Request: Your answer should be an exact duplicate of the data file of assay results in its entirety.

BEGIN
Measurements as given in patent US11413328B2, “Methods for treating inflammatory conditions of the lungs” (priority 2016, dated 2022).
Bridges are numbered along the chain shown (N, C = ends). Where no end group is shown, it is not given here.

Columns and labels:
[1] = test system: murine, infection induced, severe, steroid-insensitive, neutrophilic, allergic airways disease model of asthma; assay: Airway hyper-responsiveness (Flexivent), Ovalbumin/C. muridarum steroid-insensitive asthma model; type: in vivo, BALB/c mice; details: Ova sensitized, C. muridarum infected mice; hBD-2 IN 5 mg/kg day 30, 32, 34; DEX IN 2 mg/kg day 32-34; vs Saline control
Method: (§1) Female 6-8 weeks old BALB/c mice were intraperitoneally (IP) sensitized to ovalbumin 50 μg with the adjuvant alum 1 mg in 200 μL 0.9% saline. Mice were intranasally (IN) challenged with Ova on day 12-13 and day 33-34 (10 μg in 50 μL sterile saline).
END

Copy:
Measurements as given in patent US11413328B2, “Methods for treating inflammatory conditions of the lungs” (priority 2016, dated 2022).
Bridges are numbered along the chain shown (N, C = ends). Where no end group is shown, it is not given here.

Columns and labels:
[1] = test system: murine, infection induced, severe, steroid-insensitive, neutrophilic, allergic airways disease model of asthma; assay: Airway hyper-responsiveness (Flexivent), Ovalbumin/C. muridarum steroid-insensitive asthma model; type: in vivo, BALB/c mice; details: Ova sensitized, C. muridarum infected mice; hBD-2 IN 5 mg/kg day 30, 32, 34; DEX IN 2 mg/kg day 32-34; vs Saline control
Method: (§1) Female 6-8 weeks old BALB/c mice were intraperitoneally (IP) sensitized to ovalbumin 50 μg with the adjuvant alum 1 mg in 200 μL 0.9% saline. Mice were intranasally (IN) challenged with Ova on day 12-13 and day 33-34 (10 μg in 50 μL sterile saline).